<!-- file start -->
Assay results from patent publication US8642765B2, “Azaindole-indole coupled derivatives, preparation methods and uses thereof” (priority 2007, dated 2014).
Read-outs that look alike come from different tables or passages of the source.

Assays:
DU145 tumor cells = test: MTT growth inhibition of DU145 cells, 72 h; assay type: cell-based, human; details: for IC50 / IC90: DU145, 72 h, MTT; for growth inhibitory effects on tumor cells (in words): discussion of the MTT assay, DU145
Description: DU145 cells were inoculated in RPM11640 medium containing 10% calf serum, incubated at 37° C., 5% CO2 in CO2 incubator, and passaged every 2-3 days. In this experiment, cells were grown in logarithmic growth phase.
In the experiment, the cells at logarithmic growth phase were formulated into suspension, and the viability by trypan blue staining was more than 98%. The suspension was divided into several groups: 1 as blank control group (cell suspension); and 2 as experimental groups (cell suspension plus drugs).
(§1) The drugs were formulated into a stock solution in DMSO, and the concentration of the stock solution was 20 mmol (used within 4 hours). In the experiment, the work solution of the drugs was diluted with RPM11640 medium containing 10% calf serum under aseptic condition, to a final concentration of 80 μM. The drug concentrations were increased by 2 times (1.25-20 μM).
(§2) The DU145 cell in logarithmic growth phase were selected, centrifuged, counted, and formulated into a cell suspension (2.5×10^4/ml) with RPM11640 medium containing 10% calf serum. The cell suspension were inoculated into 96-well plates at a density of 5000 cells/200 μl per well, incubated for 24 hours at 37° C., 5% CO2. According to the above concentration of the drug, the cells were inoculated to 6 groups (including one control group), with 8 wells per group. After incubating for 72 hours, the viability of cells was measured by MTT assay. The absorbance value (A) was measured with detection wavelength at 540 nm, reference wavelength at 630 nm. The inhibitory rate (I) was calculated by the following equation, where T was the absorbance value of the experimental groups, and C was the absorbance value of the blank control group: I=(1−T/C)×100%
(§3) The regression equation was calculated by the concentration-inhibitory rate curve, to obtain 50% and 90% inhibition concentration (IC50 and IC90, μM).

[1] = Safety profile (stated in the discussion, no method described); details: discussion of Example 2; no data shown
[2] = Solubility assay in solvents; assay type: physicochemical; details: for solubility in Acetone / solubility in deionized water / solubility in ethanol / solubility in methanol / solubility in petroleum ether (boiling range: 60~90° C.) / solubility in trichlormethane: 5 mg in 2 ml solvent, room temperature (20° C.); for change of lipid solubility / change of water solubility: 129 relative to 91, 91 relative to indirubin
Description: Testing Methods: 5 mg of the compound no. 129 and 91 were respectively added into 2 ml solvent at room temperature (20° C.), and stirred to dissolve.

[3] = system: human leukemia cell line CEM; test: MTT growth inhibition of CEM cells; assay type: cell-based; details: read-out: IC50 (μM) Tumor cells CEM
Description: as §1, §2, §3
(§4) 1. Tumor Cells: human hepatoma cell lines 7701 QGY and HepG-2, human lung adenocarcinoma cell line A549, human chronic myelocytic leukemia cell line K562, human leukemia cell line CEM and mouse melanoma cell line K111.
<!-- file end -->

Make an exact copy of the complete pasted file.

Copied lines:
Assay results from patent publication US8642765B2, “Azaindole-indole coupled derivatives, preparation methods and uses thereof” (priority 2007, dated 2014).
Read-outs that look alike come from different tables or passages of the source.

Assays:
DU145 tumor cells = test: MTT growth inhibition of DU145 cells, 72 h; assay type: cell-based, human; details: for IC50 / IC90: DU145, 72 h, MTT; for growth inhibitory effects on tumor cells (in words): discussion of the MTT assay, DU145
Description: DU145 cells were inoculated in RPM11640 medium containing 10% calf serum, incubated at 37° C., 5% CO2 in CO2 incubator, and passaged every 2-3 days. In this experiment, cells were grown in logarithmic growth phase.
In the experiment, the cells at logarithmic growth phase were formulated into suspension, and the viability by trypan blue staining was more than 98%. The suspension was divided into several groups: 1 as blank control group (cell suspension); and 2 as experimental groups (cell suspension plus drugs).
(§1) The drugs were formulated into a stock solution in DMSO, and the concentration of the stock solution was 20 mmol (used within 4 hours). In the experiment, the work solution of the drugs was diluted with RPM11640 medium containing 10% calf serum under aseptic condition, to a final concentration of 80 μM. The drug concentrations were increased by 2 times (1.25-20 μM).
(§2) The DU145 cell in logarithmic growth phase were selected, centrifuged, counted, and formulated into a cell suspension (2.5×10^4/ml) with RPM11640 medium containing 10% calf serum. The cell suspension were inoculated into 96-well plates at a density of 5000 cells/200 μl per well, incubated for 24 hours at 37° C., 5% CO2. According to the above concentration of the drug, the cells were inoculated to 6 groups (including one control group), with 8 wells per group. After incubating for 72 hours, the viability of cells was measured by MTT assay. The absorbance value (A) was measured with detection wavelength at 540 nm, reference wavelength at 630 nm. The inhibitory rate (I) was calculated by the following equation, where T was the absorbance value of the experimental groups, and C was the absorbance value of the blank control group: I=(1−T/C)×100%
(§3) The regression equation was calculated by the concentration-inhibitory rate curve, to obtain 50% and 90% inhibition concentration (IC50 and IC90, μM).

[1] = Safety profile (stated in the discussion, no method described); details: discussion of Example 2; no data shown
[2] = Solubility assay in solvents; assay type: physicochemical; details: for solubility in Acetone / solubility in deionized water / solubility in ethanol / solubility in methanol / solubility in petroleum ether (boiling range: 60~90° C.) / solubility in trichlormethane: 5 mg in 2 ml solvent, room temperature (20° C.); for change of lipid solubility / change of water solubility: 129 relative to 91, 91 relative to indirubin
Description: Testing Methods: 5 mg of the compound no. 129 and 91 were respectively added into 2 ml solvent at room temperature (20° C.), and stirred to dissolve.

[3] = system: human leukemia cell line CEM; test: MTT growth inhibition of CEM cells; assay type: cell-based; details: read-out: IC50 (μM) Tumor cells CEM
Description: as §1, §2, §3
(§4) 1. Tumor Cells: human hepatoma cell lines 7701 QGY and HepG-2, human lung adenocarcinoma cell line A549, human chronic myelocytic leukemia cell line K562, human leukemia cell line CEM and mouse melanoma cell line K111.